The questions I reflected on were:

  • What does your identity look like?
  • What formed your identity over the past years?
  • What would you like your identity to consist of?

These are some of the things that I wrote: Over the past years I had been a successful educational psychologist. I was a lecturer at the Rand Afrikaans University and I had a very good relationship with my clients and my students. The students that I accompanied in their master’s dissertations all finished within the time frame, and most of them obtained high marks.

As I wrote this, I realised that my identity and my ego was one and the same thing. I was forced to ask myself where God is in this picture? This led to another turning point in my journey. I had to change the questions that I was asking God and myself.

I decided to not walk the path on my own. There were other women in the community who wanted to pray with me. I decided to make a call and ask for help. This helped to sustain my faith in a loving God. Lamentations 3:28–30 (The Message) spoke to me when I had my quiet time and I knew that there will be more help for my despair:

When life is heavy and hard to take, go off by yourself. Enter the silence. Bow in prayer. Don’t ask questions: Wait for hope to appear. Don’t run from trouble. Take it full-face. The ‘worst’ is never the worst.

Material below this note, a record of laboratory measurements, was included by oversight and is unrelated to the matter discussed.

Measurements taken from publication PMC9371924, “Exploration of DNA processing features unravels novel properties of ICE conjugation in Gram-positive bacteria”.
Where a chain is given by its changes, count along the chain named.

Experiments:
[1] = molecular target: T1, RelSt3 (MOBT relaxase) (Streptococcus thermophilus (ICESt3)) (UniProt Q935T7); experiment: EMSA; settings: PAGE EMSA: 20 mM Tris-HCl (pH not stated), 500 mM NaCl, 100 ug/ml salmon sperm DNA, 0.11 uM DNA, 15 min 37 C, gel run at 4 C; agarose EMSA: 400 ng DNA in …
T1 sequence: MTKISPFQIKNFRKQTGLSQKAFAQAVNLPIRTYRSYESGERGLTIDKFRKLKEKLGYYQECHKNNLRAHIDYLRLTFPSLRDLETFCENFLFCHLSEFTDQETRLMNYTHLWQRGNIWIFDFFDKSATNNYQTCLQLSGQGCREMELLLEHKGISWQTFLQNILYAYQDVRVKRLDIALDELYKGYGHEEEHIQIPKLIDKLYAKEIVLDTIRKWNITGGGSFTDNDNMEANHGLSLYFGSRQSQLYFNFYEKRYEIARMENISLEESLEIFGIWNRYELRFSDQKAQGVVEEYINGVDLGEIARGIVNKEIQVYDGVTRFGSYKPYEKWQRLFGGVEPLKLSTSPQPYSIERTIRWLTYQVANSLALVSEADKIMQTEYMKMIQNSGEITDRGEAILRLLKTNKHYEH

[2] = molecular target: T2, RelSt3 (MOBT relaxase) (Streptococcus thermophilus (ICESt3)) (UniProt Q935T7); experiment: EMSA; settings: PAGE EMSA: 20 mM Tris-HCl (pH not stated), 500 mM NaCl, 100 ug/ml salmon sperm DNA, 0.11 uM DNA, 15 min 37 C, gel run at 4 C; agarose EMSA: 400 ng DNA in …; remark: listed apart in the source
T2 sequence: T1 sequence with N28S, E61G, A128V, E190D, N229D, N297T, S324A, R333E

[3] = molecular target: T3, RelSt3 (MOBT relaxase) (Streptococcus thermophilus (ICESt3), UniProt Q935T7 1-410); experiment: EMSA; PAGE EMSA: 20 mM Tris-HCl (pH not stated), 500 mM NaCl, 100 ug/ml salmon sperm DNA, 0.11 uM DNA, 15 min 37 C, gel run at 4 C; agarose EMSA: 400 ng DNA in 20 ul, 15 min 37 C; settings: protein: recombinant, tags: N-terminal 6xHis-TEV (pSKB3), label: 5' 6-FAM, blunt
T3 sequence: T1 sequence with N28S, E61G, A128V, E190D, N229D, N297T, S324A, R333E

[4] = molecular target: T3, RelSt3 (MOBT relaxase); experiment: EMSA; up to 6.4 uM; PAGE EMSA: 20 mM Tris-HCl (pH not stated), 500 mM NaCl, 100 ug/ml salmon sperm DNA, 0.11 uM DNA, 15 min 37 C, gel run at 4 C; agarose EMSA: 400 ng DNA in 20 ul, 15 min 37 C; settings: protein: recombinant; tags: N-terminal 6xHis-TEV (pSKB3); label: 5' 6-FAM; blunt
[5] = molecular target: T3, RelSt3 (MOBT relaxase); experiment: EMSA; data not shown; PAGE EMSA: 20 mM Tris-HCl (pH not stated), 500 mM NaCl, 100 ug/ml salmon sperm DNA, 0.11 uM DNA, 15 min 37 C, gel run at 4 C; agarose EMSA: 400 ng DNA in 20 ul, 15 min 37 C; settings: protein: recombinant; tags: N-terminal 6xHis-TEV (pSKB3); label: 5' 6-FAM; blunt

Hope arrived in a woman who became ‘Jesus incarnated’ to me, Yolanda Dreyer. She visited me often and listened to my despair and struggles with God. She loved me and cared for me. She came whenever I needed someone to talk to. She showed me the love of God that was visible in the actions of Jesus. She also spoke to the congregation and taught them how to deal with my illness in a more appropriate way. Yolanda was ‘doing hope’ in a way that gave me hope to cope with the pain. Weingarten (2000:18) explains this as follows: Hope is something we do with others. Hope is too important – its effects on body and soul too significant to be left to individuals alone.

She explained to me that God is not angry with me. God is also not punishing me because of things my parents did. God is a loving God. Maybe we don’t understand what is happening and why this illness with the severe pain is happening to my body, but what I must remember is that God is with me in my pain … just as God was there for Job, Jeremiah and Jesus. She reminded me that God was angry with Job’s friends because they did not speak the truth about God (Job 42:7–8). In this journey with pain I had to choose whose voices I wanted to listen to. She helped me to remember other times in my life where I battled with difficulties and in the end I was assured of God’s love for me.